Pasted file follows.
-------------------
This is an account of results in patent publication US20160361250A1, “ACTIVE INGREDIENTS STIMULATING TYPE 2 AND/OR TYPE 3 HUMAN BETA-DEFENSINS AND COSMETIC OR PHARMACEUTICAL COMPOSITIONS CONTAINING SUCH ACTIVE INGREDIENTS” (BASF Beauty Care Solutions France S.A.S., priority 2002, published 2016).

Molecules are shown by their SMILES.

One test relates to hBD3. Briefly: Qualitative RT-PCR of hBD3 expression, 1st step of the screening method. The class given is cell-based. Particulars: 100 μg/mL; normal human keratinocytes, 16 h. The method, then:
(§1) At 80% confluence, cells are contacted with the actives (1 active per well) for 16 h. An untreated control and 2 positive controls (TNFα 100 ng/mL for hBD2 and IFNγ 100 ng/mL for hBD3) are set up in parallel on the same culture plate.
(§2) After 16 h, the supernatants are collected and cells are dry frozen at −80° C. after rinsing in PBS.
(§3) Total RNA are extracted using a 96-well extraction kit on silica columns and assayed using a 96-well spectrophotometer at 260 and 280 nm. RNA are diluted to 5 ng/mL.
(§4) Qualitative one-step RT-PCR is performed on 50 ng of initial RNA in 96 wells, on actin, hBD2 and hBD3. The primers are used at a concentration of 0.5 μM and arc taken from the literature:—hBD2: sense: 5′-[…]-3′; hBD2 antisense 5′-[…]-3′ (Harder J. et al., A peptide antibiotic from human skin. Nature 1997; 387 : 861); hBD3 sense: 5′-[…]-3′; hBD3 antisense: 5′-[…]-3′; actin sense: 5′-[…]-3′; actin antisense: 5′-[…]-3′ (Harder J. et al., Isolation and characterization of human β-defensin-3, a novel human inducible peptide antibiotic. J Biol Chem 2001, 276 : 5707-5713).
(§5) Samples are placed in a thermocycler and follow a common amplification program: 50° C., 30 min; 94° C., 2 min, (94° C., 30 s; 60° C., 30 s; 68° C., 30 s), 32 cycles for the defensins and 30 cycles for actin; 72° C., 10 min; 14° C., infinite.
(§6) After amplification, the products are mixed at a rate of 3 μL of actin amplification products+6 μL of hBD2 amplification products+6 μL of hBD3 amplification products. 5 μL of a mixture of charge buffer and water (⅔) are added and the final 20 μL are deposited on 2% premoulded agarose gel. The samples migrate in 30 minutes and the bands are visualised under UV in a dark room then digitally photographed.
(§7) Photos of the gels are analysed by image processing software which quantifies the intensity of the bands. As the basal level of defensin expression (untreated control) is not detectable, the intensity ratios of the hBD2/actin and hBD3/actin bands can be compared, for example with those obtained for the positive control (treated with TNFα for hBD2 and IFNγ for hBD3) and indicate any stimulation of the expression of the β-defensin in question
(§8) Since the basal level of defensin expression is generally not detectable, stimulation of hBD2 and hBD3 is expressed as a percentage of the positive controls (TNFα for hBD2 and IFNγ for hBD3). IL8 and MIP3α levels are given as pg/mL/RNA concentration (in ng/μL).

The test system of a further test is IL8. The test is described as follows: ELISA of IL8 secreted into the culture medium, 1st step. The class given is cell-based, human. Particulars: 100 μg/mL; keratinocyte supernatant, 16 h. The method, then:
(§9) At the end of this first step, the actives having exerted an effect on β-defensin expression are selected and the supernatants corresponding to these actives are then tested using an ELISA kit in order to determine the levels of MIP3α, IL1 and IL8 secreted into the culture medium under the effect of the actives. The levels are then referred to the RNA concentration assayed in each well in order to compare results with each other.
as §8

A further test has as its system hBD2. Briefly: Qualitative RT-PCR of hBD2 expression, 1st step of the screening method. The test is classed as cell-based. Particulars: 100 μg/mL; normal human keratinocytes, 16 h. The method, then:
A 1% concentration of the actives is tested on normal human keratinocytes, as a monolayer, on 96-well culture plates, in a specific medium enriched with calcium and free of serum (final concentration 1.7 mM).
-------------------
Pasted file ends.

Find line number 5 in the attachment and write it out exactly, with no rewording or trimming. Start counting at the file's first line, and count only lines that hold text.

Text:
(§2) After 16 h, the supernatants are collected and cells are dry frozen at −80° C. after rinsing in PBS.